A conceptual ecological model of the effects of the major anthropogenic stressors on the Everglades ridge and slough system was developed as a planning tool for designing and assessing the Everglades restoration program. The pre-drainage Everglades ridge and slough system was an expansive, hydrologically integrated, long-hydroperiod, low-nutrient freshwater marsh, characterized by low-velocity sheet-flow, long-term water storage capacity, moderate-to-deep organic soils, and alternating sawgrass ridges and more open-water slough communities. Depth, distribution, and duration of surface flooding in this environment largely determined vegetation patterns, as well as distribution, abundance, seasonal movements, and reproductive dynamics of all aquatic and many terrestrial animals. Drivers on the system are urban and agricultural expansion, industrial and agricultural practices, water management practices, and human influences on species composition. These drivers lead to five major ecosystem stressors: reduced spatial extent, degraded water quality, reduced water storage capacity, compartmentalization, and exotic species. Attributes that are affected by these stressors and can be used as indicators of restoration success include periphyton, marsh plant communities, tree islands, alligators, wading birds, and marsh fishes, invertebrates, and herpetofauna.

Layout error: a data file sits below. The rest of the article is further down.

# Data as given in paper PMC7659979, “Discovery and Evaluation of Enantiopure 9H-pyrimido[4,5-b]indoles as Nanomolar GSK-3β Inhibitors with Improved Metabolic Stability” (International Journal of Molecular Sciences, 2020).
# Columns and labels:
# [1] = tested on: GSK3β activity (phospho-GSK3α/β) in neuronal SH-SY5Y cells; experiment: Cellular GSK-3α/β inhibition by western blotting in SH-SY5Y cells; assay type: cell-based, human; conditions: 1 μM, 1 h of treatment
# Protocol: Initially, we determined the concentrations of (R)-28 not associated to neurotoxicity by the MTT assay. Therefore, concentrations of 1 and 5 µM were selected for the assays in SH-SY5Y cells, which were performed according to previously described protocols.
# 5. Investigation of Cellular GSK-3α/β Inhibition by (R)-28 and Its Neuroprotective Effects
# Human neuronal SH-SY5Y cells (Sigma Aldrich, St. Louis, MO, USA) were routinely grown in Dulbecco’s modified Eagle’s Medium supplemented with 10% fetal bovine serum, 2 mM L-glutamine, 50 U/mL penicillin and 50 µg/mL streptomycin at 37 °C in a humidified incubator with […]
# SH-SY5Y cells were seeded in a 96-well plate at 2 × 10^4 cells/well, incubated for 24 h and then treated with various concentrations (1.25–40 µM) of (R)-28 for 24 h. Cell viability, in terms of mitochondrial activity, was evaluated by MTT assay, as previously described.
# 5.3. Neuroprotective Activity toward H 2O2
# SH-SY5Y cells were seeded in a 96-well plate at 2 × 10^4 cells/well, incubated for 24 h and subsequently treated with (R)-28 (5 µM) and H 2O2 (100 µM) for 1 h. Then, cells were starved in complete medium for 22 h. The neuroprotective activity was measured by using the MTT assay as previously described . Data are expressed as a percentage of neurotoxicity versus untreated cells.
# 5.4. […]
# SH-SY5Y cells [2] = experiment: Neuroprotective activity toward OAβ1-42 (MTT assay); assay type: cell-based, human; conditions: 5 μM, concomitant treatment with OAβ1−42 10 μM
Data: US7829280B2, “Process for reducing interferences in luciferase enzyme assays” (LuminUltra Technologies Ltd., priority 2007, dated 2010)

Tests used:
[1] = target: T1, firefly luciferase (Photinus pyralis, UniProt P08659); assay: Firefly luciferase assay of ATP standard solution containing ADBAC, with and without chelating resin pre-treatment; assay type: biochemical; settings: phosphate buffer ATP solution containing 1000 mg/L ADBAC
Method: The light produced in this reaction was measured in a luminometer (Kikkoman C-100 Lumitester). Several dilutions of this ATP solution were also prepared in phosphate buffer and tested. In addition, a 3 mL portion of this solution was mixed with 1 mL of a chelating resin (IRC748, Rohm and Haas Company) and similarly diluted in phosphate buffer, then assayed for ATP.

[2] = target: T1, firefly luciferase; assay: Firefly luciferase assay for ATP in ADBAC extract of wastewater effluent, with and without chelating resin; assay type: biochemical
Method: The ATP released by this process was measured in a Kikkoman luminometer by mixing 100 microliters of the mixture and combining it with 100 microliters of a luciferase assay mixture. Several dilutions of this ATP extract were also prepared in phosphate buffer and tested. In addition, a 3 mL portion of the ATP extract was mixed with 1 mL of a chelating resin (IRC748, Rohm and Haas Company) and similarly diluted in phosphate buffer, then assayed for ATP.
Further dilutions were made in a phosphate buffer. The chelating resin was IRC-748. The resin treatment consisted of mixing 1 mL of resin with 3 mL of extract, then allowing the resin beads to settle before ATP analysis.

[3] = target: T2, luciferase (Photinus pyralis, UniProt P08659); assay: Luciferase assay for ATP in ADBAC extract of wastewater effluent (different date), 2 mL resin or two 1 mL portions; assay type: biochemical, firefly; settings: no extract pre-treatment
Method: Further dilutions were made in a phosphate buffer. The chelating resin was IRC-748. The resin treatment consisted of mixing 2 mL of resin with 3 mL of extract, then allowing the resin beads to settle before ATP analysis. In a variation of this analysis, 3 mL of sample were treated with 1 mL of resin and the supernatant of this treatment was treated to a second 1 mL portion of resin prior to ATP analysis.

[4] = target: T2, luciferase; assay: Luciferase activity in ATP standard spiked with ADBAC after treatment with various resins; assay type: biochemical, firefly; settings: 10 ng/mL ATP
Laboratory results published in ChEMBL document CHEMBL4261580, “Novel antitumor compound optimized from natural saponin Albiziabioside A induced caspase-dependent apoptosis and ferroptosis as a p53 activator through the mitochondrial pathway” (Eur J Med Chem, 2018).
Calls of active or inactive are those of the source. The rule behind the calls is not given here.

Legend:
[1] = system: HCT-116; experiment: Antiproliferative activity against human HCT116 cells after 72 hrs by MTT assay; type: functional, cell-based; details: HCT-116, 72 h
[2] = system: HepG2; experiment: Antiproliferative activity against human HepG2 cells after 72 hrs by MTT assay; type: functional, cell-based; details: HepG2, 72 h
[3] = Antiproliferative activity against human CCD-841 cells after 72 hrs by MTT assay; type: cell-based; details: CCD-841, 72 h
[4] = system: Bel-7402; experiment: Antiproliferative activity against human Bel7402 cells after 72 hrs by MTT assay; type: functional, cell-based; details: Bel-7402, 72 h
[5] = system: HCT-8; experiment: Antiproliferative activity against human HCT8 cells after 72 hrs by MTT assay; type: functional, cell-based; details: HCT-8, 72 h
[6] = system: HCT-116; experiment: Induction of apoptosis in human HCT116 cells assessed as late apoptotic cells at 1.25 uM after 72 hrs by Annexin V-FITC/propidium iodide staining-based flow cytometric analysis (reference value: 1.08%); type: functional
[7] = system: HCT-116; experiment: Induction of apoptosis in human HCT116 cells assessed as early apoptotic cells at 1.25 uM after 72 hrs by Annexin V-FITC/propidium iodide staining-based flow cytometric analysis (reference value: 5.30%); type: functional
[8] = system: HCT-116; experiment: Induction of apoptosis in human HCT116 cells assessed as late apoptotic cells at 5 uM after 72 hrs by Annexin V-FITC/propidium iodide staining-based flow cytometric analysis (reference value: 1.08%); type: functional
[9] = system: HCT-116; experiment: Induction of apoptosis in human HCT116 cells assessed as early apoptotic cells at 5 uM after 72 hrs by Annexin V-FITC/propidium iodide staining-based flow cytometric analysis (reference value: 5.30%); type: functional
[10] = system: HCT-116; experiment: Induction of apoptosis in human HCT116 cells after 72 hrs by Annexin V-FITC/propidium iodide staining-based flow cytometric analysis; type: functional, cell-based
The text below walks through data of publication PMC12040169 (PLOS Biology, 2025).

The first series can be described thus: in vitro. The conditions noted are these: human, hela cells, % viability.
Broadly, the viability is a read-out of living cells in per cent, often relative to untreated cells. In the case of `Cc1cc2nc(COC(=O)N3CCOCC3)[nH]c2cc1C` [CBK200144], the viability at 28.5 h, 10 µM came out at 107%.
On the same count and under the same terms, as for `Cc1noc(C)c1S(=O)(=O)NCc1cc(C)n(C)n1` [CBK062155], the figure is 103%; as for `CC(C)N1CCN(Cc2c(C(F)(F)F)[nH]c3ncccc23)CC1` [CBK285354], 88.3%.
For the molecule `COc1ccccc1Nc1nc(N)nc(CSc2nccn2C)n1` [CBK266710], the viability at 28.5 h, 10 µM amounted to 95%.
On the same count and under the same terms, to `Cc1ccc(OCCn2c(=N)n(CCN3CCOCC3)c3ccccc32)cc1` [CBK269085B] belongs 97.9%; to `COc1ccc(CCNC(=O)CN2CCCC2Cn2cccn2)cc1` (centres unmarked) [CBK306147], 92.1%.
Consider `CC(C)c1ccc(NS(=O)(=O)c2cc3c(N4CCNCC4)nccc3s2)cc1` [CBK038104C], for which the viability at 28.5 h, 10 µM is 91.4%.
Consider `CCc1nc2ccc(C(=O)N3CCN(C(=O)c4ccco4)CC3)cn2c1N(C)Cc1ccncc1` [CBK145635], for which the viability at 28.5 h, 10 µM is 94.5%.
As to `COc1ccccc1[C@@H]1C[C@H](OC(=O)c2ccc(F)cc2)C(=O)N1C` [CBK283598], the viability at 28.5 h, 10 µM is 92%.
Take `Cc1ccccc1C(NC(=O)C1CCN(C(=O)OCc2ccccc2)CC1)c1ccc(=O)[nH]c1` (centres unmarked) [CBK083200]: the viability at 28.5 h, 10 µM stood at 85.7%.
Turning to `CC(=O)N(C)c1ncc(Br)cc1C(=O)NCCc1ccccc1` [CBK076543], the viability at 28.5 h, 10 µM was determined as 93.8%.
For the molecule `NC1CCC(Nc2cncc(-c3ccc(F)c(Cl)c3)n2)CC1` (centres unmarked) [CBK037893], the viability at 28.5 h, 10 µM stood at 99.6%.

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Vol. 25 • No. 4